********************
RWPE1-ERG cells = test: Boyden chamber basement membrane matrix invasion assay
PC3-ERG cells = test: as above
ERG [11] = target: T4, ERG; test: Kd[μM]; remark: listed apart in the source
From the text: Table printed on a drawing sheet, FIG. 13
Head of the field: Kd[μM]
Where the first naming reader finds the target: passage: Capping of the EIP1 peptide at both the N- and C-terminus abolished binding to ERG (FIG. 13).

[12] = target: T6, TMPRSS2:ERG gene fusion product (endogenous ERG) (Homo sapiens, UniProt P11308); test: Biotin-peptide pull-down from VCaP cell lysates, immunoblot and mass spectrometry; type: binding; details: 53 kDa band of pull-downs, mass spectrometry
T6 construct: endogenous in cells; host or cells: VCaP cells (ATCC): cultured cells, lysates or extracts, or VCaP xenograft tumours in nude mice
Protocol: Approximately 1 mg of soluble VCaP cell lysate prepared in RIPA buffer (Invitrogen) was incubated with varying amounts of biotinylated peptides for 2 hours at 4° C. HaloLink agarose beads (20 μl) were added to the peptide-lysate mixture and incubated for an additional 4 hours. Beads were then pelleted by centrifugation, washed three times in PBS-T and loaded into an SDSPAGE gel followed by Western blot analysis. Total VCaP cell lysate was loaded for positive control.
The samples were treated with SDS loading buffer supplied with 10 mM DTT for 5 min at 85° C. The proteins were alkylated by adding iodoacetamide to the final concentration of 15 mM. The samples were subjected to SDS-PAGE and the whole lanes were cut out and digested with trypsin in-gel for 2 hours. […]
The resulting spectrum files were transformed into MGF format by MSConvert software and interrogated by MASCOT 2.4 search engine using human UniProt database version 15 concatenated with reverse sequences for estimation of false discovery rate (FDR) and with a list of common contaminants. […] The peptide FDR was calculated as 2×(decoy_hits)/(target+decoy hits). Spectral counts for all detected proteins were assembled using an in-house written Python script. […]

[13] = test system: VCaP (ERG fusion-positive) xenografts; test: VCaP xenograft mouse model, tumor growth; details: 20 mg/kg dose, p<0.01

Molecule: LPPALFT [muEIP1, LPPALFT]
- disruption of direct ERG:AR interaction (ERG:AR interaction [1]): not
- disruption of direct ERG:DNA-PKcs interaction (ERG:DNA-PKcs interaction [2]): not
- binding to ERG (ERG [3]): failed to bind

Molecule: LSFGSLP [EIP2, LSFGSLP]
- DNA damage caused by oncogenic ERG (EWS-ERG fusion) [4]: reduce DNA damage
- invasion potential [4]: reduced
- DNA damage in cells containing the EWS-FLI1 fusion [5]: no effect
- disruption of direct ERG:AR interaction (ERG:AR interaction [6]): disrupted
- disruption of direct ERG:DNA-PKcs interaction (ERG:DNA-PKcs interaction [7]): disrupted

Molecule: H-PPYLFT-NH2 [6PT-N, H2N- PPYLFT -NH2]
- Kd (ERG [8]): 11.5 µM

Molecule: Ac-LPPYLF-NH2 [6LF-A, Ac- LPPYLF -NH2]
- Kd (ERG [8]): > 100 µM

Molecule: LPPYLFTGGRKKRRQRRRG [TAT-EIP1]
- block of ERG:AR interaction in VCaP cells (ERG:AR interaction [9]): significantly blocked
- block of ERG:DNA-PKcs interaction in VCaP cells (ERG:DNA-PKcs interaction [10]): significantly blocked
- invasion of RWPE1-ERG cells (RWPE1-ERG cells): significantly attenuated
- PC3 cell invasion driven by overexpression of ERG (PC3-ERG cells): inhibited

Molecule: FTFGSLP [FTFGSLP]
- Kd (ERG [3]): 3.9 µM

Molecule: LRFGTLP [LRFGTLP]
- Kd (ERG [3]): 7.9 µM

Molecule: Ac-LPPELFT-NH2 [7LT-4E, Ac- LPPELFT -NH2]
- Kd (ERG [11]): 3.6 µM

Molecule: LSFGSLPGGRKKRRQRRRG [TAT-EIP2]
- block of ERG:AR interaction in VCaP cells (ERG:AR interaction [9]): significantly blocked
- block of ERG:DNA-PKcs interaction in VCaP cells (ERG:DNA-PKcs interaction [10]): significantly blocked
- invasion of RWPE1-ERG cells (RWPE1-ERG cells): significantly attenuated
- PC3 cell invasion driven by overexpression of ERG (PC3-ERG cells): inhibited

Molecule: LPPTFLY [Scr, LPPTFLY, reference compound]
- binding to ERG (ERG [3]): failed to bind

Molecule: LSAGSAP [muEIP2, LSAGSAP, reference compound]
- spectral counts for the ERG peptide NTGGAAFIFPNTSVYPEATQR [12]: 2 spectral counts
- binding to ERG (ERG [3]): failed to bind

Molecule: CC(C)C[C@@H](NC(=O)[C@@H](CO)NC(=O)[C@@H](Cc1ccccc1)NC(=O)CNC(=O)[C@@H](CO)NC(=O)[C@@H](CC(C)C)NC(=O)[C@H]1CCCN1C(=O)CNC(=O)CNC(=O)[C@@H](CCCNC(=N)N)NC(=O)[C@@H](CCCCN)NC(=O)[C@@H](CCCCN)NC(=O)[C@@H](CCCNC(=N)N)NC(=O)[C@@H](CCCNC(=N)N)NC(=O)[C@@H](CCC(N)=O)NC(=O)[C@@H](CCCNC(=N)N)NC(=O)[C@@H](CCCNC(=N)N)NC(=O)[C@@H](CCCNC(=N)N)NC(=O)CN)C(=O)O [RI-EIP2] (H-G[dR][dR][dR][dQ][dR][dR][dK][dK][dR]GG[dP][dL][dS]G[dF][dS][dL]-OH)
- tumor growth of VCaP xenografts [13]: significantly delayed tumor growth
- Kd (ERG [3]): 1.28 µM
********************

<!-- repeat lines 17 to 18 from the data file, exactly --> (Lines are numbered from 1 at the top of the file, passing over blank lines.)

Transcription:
Molecule: LSFGSLP [EIP2, LSFGSLP]
- DNA damage caused by oncogenic ERG (EWS-ERG fusion) [4]: reduce DNA damage